PKZip adds security, ports to new platforms
Brown Deer, Wisc.-based PKWare Inc. forged a reputation
as a programmer's friend back in the 1980s when it introduced compression
software that made big file handling available to everyone. The makers of the
PKZip file compression utility continue to enhance their flagship package,
recently releasing versions that ensure more secure file transmission and handle
more platforms, including the august MVS and OS/400 machines.
PKWare is adding 256-bit AES encryption to MVS, Windows and OS/400 versions
of its software. Among the new PKWare releases is PKZip for Unix. The addition
of encryption, enabled through an alliance with RSA Security, is designed, among
other things, to help users comply with stricter federal rules regarding the
protection of individual privacy, notably the Health Insurance Portability and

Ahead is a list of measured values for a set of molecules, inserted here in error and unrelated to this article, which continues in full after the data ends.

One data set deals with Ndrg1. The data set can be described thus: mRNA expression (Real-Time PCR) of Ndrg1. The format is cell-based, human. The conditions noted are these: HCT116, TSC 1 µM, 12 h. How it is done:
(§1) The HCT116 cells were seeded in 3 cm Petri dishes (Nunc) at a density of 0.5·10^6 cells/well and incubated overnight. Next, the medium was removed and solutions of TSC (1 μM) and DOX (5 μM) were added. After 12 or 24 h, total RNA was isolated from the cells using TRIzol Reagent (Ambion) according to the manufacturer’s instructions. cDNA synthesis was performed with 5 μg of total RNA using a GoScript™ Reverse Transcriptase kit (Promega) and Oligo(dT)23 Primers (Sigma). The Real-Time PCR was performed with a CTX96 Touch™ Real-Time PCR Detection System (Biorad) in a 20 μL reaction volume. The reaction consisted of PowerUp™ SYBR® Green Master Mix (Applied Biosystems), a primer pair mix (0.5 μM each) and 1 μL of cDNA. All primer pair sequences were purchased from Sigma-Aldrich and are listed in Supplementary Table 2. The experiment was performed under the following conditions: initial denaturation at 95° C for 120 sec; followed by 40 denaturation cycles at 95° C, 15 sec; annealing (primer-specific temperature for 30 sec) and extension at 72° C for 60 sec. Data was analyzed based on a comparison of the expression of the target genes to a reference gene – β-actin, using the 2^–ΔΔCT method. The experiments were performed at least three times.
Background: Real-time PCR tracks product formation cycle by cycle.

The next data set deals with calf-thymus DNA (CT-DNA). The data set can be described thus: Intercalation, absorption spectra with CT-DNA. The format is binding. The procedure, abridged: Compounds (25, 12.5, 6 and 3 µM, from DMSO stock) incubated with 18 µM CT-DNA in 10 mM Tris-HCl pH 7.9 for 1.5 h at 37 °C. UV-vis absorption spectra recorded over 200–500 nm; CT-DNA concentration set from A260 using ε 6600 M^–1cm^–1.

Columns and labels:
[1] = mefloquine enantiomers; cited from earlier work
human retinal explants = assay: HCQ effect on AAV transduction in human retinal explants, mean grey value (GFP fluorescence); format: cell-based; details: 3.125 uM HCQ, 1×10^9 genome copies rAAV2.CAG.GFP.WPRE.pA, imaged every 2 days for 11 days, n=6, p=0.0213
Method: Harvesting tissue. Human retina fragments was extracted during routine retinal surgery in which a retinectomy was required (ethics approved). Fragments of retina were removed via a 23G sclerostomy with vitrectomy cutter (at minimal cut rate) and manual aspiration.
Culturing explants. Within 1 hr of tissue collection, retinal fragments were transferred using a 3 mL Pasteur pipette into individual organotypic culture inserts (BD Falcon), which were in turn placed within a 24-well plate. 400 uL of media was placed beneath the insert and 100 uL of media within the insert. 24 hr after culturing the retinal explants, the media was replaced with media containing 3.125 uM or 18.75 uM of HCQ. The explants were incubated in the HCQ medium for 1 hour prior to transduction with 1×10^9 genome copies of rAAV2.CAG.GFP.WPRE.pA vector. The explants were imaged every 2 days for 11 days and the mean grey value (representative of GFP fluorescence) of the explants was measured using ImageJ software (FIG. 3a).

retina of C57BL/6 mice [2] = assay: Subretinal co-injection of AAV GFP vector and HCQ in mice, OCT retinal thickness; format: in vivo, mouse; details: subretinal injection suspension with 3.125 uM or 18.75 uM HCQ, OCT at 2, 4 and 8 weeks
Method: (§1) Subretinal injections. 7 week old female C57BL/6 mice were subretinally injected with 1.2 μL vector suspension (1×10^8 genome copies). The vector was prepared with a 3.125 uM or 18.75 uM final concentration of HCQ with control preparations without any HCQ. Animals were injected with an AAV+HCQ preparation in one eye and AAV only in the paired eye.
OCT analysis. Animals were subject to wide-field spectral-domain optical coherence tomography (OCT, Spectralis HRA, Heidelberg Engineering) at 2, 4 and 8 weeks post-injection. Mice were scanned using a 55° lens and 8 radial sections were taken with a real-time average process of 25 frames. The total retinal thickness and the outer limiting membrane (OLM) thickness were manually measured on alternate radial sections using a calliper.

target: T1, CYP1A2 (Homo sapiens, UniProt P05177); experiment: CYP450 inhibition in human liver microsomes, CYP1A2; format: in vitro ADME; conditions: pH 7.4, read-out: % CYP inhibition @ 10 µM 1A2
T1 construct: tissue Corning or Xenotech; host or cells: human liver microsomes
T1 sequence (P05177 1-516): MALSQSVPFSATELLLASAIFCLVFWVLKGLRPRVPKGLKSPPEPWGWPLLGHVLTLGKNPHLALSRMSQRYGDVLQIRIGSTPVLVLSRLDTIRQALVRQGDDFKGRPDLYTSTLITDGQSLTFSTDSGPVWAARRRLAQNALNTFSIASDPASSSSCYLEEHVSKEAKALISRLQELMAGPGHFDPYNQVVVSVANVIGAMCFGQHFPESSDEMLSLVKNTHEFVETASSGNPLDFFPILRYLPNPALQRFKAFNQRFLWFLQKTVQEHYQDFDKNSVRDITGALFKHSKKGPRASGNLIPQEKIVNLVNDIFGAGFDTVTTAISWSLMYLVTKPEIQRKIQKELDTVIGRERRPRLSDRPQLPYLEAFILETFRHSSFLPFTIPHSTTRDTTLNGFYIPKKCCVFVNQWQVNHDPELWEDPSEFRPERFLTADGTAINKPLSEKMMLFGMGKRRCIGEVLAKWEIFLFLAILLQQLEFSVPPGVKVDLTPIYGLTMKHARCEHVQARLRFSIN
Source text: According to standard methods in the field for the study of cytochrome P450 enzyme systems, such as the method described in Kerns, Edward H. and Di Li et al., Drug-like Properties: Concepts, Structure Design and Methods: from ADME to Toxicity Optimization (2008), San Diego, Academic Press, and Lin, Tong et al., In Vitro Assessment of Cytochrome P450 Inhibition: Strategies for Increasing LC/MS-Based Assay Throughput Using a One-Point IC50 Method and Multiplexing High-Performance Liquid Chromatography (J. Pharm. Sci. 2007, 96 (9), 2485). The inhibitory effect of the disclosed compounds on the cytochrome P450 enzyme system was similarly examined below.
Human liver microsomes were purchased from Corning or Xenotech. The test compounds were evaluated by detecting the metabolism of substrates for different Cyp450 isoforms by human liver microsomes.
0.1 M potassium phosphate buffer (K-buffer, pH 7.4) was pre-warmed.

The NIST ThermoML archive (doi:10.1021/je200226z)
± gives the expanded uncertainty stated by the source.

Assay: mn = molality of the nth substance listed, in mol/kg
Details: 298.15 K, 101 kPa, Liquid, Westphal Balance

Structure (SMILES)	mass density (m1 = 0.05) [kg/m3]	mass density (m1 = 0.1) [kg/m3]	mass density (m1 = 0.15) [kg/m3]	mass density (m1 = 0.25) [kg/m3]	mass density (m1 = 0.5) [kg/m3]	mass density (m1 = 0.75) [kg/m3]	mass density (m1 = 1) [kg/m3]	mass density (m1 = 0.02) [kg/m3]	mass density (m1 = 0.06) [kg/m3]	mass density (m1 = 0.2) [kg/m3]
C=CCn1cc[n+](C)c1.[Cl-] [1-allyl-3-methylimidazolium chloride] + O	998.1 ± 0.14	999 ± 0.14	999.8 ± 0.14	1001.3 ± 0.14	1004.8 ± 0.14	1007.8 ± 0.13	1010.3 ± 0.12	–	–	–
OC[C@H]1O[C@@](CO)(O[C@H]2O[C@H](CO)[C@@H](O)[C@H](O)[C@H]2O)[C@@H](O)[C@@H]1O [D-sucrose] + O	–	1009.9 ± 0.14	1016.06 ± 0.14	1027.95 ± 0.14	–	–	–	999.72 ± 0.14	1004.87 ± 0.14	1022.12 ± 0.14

Accountability Act (HIPAA).
Under a strategic alliance announced in November of last year, PKWare is
licensing RSA's BSAFE encryption for use across all platforms, while RSA is
licensing PKZip for its products.
The file compression stage is a good point at which to secure files, said
Stephen Crawford, chief marketing officer, PKWare. As well, for many, it is
important to be able to move zipped files from one platform to another, he
''If you truly want security to be deployed, it won't be left to the end user
[when they send or receive messages],'' said Crawford. He noted that ZIP
compresses data before it is encrypted, reducing processing and bandwidth
PKZip was created by Phil Katz, founder of PKWare, who is widely reputed to
have written the code for the compression program while sitting at his mother's
kitchen table in 1986. Katz, who died in 2000 at the age of 37, also took the
at-the-time unusual step of offering PKZip as shareware. This helped it spread
as a compression standard, and acted as something of a precursor to the broader
use of open-source software in more recent years.
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Scott Adams is a senior software engineer for TeamQuest.